Comprehensive examination of the differences in thermoregulatory and ventilatory responses between humans with and without a PFO under different environmental conditions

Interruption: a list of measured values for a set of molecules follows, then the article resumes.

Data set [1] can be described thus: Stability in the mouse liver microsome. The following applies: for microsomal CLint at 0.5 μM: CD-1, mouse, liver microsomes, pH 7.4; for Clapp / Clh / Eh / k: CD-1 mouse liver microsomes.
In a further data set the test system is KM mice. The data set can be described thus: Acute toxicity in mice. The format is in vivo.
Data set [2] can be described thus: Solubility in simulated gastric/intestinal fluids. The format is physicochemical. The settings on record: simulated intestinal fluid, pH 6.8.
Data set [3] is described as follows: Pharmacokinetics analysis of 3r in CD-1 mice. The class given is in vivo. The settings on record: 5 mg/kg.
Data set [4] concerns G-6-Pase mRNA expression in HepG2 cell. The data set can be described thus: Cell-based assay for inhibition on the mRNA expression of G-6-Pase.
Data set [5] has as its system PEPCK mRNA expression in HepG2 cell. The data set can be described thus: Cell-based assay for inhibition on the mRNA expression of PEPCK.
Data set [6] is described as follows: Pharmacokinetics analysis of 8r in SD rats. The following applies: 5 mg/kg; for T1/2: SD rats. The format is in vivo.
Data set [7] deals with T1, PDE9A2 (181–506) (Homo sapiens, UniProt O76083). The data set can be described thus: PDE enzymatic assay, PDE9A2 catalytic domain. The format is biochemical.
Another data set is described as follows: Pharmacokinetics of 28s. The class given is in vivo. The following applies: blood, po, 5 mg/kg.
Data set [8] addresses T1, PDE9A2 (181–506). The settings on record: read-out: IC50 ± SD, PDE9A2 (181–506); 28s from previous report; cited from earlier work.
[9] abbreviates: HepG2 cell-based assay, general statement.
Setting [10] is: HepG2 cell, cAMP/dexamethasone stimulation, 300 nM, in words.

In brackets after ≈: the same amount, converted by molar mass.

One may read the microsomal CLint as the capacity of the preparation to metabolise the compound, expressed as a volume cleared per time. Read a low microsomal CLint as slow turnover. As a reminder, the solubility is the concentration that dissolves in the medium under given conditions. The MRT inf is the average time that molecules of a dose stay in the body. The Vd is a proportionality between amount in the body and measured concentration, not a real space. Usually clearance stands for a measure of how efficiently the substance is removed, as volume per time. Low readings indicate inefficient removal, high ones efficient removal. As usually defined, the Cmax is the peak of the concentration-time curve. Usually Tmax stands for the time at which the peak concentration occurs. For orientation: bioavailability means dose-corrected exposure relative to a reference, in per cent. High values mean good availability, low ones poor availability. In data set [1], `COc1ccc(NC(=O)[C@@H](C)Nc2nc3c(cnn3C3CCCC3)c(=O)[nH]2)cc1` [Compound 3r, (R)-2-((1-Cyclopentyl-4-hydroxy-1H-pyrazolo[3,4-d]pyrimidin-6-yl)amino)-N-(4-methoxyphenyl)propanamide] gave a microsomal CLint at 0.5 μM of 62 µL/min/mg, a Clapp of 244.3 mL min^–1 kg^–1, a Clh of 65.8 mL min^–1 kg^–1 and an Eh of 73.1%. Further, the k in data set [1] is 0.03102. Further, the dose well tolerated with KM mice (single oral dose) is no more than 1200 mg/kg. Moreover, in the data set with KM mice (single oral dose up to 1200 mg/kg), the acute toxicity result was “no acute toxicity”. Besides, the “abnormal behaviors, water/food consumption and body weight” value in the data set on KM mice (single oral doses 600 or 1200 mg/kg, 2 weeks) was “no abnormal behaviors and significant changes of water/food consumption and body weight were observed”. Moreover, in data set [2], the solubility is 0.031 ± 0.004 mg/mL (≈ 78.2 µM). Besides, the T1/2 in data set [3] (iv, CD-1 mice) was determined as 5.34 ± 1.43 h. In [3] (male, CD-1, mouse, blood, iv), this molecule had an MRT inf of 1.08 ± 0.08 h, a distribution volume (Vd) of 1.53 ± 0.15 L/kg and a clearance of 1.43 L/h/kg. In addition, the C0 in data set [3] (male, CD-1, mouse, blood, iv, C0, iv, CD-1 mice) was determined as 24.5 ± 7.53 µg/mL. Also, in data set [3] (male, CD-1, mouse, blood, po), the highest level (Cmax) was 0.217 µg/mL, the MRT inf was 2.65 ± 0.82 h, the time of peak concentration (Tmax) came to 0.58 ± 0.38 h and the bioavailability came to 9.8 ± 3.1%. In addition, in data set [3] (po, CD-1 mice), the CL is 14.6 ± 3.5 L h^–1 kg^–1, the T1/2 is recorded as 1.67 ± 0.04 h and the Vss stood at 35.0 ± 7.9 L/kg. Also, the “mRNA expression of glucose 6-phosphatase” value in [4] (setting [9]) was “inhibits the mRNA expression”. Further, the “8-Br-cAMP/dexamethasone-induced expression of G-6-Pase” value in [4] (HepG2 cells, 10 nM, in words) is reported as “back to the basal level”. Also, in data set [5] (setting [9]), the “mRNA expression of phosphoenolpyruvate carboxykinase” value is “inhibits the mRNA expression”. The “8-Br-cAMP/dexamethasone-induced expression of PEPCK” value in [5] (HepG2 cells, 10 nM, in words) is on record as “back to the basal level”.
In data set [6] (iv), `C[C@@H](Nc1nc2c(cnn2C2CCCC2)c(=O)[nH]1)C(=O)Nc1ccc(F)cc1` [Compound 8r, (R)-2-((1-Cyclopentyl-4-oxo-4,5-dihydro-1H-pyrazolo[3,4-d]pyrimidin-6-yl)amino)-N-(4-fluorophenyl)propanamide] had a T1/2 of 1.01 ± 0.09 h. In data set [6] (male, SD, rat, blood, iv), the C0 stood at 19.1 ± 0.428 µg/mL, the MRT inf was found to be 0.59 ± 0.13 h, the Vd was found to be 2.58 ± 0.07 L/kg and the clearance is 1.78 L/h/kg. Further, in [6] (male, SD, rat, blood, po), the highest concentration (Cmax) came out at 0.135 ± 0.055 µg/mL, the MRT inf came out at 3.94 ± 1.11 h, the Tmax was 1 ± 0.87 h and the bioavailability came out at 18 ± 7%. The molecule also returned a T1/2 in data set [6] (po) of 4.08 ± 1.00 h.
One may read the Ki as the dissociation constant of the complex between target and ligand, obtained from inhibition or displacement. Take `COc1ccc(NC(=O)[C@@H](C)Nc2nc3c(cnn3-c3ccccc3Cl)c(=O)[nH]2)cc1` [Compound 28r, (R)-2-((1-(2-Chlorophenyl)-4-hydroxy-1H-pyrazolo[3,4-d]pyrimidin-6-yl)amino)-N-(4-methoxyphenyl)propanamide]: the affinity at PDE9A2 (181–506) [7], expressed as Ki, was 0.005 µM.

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The existence of a patent foramen ovale (PFO) has been known about for nearly 2,000 years. The prevalence of a PFO has been shown to be 25-40% in the general population. Despite the fact that blood flowing through a PFO acts as a shunt, there has been little research looking at the effect a PFO has on physiology in otherwise healthy humans. In Chapter IV, the effect of a PFO on core temperature (Tcore) prior to, and during exercise, was investigated. The design of this experiment included appropriate controls for a thermoregulatory study (i.e. measuring at same time of day, appropriate hydration and food intake, etc.). Results from this study indicate that subjects with a PFO (PFO+) have a Tcore that is ~0.4°C higher at rest and during exercise than subjects without a PFO (PFO–). Additionally, this study showed that PFO– subjects do not increase Tcore to the same extent breathing cold air as they do breathing ambient air during a 10-minute exercise bout, whereas there was no difference in Tcore increase between these two conditions for PFO+ subjects. These findings suggest that the difference in Tcore between PFO+ and PFO– subjects is potentially due to differences in respiratory heat loss. The studies for Chapter V examined differences in thermoregulatory and ventilatory responses during hot water (40°C) and cold water (20°C) immersion. This study found that compared to PFO– subjects, PFO+ subjects 1) increase Tcore at the same rate during hot water immersion and 2) do not cool off as quickly during cold water immersion. Additionally, in subjects who reached a ventilatory threshold, PFO+ subjects had blunted ventilatory responses to increased Tcore compared to PFO– subjects. Finally, in Chapter VI it was shown that PFO+ subjects have blunted ventilatory responses during acute exposure to hyperoxic and normoxic hypercapnia. However, there were no differences in ventilatory responses between PFO+ and PFO– subjects during exposure to either isocapnic or poikilocapnic hypoxia. These findings suggest that PFO+ subjects have a blunted central chemoreflex. This dissertation contains previously, unpublished co-authored material.